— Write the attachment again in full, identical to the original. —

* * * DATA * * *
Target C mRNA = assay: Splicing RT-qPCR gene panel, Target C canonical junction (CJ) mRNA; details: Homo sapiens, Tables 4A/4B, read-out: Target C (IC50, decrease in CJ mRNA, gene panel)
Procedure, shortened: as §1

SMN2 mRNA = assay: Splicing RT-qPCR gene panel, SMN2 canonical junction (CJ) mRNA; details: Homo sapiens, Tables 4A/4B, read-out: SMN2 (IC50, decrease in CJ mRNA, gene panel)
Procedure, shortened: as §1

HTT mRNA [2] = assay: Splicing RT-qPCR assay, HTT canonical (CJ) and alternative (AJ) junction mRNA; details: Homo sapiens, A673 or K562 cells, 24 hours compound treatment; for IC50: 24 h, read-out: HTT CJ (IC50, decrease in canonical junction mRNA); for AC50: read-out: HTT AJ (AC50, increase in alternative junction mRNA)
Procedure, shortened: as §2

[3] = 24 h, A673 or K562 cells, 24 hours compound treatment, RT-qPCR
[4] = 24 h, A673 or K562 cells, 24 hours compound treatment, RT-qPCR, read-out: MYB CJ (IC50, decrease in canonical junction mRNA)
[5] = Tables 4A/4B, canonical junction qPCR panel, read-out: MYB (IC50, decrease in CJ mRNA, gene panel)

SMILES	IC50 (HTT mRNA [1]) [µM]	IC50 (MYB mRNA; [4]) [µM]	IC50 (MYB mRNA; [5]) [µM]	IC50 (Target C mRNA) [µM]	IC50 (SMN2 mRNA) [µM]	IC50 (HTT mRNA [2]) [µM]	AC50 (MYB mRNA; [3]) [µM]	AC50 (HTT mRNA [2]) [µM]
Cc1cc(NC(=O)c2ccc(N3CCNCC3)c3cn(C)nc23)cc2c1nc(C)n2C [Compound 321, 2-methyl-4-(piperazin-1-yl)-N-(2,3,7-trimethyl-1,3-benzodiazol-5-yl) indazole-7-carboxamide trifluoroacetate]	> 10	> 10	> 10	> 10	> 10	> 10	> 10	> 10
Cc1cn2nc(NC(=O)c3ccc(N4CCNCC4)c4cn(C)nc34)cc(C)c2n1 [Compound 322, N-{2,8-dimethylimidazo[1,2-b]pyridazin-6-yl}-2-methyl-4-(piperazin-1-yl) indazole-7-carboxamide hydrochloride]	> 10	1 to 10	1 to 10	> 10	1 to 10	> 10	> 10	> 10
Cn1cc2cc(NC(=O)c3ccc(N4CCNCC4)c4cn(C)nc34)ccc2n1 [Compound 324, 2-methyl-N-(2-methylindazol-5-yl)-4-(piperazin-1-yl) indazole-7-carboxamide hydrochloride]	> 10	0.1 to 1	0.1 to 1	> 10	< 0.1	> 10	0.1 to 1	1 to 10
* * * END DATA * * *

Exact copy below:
Target C mRNA = assay: Splicing RT-qPCR gene panel, Target C canonical junction (CJ) mRNA; details: Homo sapiens, Tables 4A/4B, read-out: Target C (IC50, decrease in CJ mRNA, gene panel)
Procedure, shortened: as §1

SMN2 mRNA = assay: Splicing RT-qPCR gene panel, SMN2 canonical junction (CJ) mRNA; details: Homo sapiens, Tables 4A/4B, read-out: SMN2 (IC50, decrease in CJ mRNA, gene panel)
Procedure, shortened: as §1

HTT mRNA [2] = assay: Splicing RT-qPCR assay, HTT canonical (CJ) and alternative (AJ) junction mRNA; details: Homo sapiens, A673 or K562 cells, 24 hours compound treatment; for IC50: 24 h, read-out: HTT CJ (IC50, decrease in canonical junction mRNA); for AC50: read-out: HTT AJ (AC50, increase in alternative junction mRNA)
Procedure, shortened: as §2

[3] = 24 h, A673 or K562 cells, 24 hours compound treatment, RT-qPCR
[4] = 24 h, A673 or K562 cells, 24 hours compound treatment, RT-qPCR, read-out: MYB CJ (IC50, decrease in canonical junction mRNA)
[5] = Tables 4A/4B, canonical junction qPCR panel, read-out: MYB (IC50, decrease in CJ mRNA, gene panel)

SMILES	IC50 (HTT mRNA [1]) [µM]	IC50 (MYB mRNA; [4]) [µM]	IC50 (MYB mRNA; [5]) [µM]	IC50 (Target C mRNA) [µM]	IC50 (SMN2 mRNA) [µM]	IC50 (HTT mRNA [2]) [µM]	AC50 (MYB mRNA; [3]) [µM]	AC50 (HTT mRNA [2]) [µM]
Cc1cc(NC(=O)c2ccc(N3CCNCC3)c3cn(C)nc23)cc2c1nc(C)n2C [Compound 321, 2-methyl-4-(piperazin-1-yl)-N-(2,3,7-trimethyl-1,3-benzodiazol-5-yl) indazole-7-carboxamide trifluoroacetate]	> 10	> 10	> 10	> 10	> 10	> 10	> 10	> 10
Cc1cn2nc(NC(=O)c3ccc(N4CCNCC4)c4cn(C)nc34)cc(C)c2n1 [Compound 322, N-{2,8-dimethylimidazo[1,2-b]pyridazin-6-yl}-2-methyl-4-(piperazin-1-yl) indazole-7-carboxamide hydrochloride]	> 10	1 to 10	1 to 10	> 10	1 to 10	> 10	> 10	> 10
Cn1cc2cc(NC(=O)c3ccc(N4CCNCC4)c4cn(C)nc34)ccc2n1 [Compound 324, 2-methyl-N-(2-methylindazol-5-yl)-4-(piperazin-1-yl) indazole-7-carboxamide hydrochloride]	> 10	0.1 to 1	0.1 to 1	> 10	< 0.1	> 10	0.1 to 1	1 to 10